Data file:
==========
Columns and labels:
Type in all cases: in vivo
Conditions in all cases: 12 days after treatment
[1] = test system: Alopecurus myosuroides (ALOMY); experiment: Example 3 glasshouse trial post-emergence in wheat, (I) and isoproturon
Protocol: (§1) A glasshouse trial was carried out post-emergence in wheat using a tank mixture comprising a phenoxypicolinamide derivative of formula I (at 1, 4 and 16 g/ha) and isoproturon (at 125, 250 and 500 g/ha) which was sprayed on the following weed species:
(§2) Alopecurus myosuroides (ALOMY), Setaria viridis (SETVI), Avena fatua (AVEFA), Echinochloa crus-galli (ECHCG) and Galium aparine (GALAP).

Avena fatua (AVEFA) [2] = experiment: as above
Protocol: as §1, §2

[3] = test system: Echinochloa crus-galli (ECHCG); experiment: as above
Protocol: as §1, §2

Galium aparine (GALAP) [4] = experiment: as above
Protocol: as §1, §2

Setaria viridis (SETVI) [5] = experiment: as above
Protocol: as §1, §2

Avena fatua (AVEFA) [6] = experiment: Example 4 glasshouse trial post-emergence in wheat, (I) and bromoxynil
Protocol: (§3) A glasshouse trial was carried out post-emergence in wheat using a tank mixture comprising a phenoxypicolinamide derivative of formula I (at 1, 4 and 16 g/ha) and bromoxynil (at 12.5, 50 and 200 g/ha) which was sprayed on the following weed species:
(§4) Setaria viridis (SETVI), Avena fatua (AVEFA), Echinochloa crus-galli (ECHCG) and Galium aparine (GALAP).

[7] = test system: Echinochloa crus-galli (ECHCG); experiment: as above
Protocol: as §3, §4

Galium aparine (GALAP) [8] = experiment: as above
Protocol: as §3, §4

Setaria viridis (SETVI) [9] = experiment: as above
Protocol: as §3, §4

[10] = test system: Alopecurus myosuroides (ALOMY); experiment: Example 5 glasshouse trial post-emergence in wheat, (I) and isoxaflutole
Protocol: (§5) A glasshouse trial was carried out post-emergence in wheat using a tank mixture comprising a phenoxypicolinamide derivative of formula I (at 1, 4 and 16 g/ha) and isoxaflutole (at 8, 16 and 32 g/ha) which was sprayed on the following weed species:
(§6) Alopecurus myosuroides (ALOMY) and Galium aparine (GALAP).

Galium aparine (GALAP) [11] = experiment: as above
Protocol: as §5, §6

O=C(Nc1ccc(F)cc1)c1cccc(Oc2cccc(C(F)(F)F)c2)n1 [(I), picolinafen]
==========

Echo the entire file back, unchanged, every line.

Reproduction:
Columns and labels:
Type in all cases: in vivo
Conditions in all cases: 12 days after treatment
[1] = test system: Alopecurus myosuroides (ALOMY); experiment: Example 3 glasshouse trial post-emergence in wheat, (I) and isoproturon
Protocol: (§1) A glasshouse trial was carried out post-emergence in wheat using a tank mixture comprising a phenoxypicolinamide derivative of formula I (at 1, 4 and 16 g/ha) and isoproturon (at 125, 250 and 500 g/ha) which was sprayed on the following weed species:
(§2) Alopecurus myosuroides (ALOMY), Setaria viridis (SETVI), Avena fatua (AVEFA), Echinochloa crus-galli (ECHCG) and Galium aparine (GALAP).

Avena fatua (AVEFA) [2] = experiment: as above
Protocol: as §1, §2

[3] = test system: Echinochloa crus-galli (ECHCG); experiment: as above
Protocol: as §1, §2

Galium aparine (GALAP) [4] = experiment: as above
Protocol: as §1, §2

Setaria viridis (SETVI) [5] = experiment: as above
Protocol: as §1, §2

Avena fatua (AVEFA) [6] = experiment: Example 4 glasshouse trial post-emergence in wheat, (I) and bromoxynil
Protocol: (§3) A glasshouse trial was carried out post-emergence in wheat using a tank mixture comprising a phenoxypicolinamide derivative of formula I (at 1, 4 and 16 g/ha) and bromoxynil (at 12.5, 50 and 200 g/ha) which was sprayed on the following weed species:
(§4) Setaria viridis (SETVI), Avena fatua (AVEFA), Echinochloa crus-galli (ECHCG) and Galium aparine (GALAP).

[7] = test system: Echinochloa crus-galli (ECHCG); experiment: as above
Protocol: as §3, §4

Galium aparine (GALAP) [8] = experiment: as above
Protocol: as §3, §4

Setaria viridis (SETVI) [9] = experiment: as above
Protocol: as §3, §4

[10] = test system: Alopecurus myosuroides (ALOMY); experiment: Example 5 glasshouse trial post-emergence in wheat, (I) and isoxaflutole
Protocol: (§5) A glasshouse trial was carried out post-emergence in wheat using a tank mixture comprising a phenoxypicolinamide derivative of formula I (at 1, 4 and 16 g/ha) and isoxaflutole (at 8, 16 and 32 g/ha) which was sprayed on the following weed species:
(§6) Alopecurus myosuroides (ALOMY) and Galium aparine (GALAP).

Galium aparine (GALAP) [11] = experiment: as above
Protocol: as §5, §6

O=C(Nc1ccc(F)cc1)c1cccc(Oc2cccc(C(F)(F)F)c2)n1 [(I), picolinafen]